Terrible Gift by Rick J. Carlson

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A provocative, cautionary exploration of the onrushing revolution in health care: its science-fiction benefits, its hidden dangers, and the disturbing choices it will force us all to make. The mapping of the human genome and other biological breakthroughs will have startling practical implications for every one of us. In the past, the physician's art has been devoted to making sick people well. The medicine of the future will be far better at curing illness, but it will also be increasingly dedicated to making well people better-sexier, happier, prettier, smarter-and to generating incredible profits for its practitioners and their corporate sponsors. Some fruits of the new genetic medicine will be unmixed blessings; others imply a chilling redefinition of what it means to be human. And all will impose enormous costs on society. Social and economic inequality will worsen as the medical haves outperform, outcompete, and outlive the have-nots. The profit imperative will foster ever-costlier biological upgrades in place of safer, simpler, natural alternatives.
Through patents and commercialization of research, a handful of corporations will come to control huge swaths of the human genome. And health care costs will continue to grow.The Terrible Gift is an essential primer to the crucial choices we already face as both citizens and consumers of health care.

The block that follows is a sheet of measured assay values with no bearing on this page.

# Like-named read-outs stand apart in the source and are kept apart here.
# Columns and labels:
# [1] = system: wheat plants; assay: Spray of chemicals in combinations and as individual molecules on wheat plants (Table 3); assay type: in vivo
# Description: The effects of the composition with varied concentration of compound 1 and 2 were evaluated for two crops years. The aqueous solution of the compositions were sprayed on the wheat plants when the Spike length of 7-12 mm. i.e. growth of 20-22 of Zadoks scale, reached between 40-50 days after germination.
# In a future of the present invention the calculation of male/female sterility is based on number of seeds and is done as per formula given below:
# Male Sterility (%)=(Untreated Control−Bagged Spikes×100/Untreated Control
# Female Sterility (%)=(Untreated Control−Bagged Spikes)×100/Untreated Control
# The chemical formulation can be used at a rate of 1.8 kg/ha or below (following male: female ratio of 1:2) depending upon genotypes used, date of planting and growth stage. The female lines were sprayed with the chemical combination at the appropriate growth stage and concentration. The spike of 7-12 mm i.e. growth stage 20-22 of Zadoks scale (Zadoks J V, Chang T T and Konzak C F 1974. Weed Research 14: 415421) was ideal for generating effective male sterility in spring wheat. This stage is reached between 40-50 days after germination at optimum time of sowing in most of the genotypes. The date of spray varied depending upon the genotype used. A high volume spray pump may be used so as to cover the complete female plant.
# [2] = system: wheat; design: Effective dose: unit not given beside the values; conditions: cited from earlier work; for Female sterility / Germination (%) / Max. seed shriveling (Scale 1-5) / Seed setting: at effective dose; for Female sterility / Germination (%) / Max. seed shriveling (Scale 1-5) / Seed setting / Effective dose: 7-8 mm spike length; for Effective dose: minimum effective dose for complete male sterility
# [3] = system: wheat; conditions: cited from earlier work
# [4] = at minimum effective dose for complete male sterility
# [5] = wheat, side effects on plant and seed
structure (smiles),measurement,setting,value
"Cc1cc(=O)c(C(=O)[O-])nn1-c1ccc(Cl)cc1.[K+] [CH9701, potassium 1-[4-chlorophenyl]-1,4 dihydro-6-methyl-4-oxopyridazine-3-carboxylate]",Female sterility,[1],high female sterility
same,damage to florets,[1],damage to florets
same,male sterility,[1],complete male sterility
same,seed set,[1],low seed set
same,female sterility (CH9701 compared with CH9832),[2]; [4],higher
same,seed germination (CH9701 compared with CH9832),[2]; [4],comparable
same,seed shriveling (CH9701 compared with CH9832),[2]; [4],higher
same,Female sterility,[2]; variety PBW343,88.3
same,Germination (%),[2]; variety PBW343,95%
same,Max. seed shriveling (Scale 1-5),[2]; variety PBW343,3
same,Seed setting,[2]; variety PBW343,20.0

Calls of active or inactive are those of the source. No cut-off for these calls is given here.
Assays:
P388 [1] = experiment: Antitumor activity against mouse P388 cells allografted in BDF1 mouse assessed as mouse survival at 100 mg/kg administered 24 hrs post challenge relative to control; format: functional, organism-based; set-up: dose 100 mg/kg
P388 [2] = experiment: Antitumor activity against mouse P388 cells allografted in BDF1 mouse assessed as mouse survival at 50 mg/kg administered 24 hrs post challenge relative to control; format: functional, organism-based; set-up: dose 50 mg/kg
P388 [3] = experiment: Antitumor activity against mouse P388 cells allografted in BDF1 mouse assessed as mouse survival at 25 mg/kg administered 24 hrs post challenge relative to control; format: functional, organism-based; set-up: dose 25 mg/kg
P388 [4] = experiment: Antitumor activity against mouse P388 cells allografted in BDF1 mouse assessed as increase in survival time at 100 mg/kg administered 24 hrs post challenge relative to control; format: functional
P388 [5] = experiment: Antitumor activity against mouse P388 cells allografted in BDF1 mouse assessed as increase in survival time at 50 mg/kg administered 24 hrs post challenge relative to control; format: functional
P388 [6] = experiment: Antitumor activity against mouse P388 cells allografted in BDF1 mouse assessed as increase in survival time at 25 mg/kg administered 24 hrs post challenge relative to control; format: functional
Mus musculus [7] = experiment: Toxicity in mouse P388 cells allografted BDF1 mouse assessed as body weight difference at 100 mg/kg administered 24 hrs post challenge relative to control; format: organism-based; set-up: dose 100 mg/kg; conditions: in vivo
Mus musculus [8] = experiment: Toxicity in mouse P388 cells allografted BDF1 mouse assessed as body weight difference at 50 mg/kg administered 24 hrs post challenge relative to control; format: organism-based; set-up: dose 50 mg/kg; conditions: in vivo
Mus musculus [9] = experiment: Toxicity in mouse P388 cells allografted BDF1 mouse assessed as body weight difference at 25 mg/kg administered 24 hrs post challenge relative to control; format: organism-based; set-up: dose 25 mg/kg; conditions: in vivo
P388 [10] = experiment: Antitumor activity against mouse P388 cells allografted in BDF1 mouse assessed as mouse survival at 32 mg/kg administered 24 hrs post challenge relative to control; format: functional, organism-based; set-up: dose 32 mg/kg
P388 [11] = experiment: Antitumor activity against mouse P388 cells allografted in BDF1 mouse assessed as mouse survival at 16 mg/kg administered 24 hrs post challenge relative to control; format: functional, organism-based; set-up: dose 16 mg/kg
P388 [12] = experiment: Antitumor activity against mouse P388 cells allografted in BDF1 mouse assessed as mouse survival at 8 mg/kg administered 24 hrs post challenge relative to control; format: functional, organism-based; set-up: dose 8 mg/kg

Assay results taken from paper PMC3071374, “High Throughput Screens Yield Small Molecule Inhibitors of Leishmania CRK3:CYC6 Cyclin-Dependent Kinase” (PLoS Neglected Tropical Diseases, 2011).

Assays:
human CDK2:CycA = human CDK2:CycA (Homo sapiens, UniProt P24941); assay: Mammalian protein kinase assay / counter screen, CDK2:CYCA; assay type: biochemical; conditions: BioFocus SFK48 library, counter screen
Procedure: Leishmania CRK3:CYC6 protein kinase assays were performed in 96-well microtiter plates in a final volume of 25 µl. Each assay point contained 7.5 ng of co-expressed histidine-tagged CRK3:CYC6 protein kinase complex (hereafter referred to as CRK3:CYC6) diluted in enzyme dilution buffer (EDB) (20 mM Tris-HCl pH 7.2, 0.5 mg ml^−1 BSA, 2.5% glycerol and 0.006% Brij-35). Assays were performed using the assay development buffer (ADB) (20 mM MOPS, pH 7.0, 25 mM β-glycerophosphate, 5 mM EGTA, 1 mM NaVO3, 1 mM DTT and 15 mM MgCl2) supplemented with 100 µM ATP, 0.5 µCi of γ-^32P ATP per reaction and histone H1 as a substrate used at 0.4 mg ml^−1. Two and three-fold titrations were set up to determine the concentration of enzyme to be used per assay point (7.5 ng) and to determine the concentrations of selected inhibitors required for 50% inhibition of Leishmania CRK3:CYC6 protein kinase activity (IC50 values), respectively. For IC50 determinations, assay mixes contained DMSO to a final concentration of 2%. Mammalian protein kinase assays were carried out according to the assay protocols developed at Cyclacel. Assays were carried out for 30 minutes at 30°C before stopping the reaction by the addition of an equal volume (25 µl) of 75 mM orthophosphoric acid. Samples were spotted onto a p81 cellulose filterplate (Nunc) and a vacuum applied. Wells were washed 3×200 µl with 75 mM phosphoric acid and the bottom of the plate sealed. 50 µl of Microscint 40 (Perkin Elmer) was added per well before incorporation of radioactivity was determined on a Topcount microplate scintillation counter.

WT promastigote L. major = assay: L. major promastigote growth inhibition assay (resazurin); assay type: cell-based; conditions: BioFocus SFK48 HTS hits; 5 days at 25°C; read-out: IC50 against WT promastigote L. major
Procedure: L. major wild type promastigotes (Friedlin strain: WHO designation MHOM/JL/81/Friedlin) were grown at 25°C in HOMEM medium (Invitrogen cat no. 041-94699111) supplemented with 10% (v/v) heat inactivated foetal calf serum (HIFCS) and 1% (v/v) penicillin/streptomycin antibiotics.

About Rick J. Carlson

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Stimeling is a free-lance writer specializing in topics related to medicine, health care, and the psychology of healing.
Published April 1, 2002 by PublicAffairs. 320 pages
Genres: Education & Reference, Professional & Technical, Science & Math, Health, Fitness & Dieting. Non-fiction

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Health-care consultant Carlson (The End of Medicine) and writer Stimeling (coauthor of The Body Electric) offer an assessment of biotechnology's promise and peril, with emphasis on the peril.

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The book raises some relevant questions about genetic medicine and the U.S. health care system as well: if the U.S. system of care is built around a treatment-oriented model of care versus a preventive model of care, how will genetic medicine—an inherently preventive form of care—make a good fit?

Sep 25 2002 | Read Full Review of Terrible Gift

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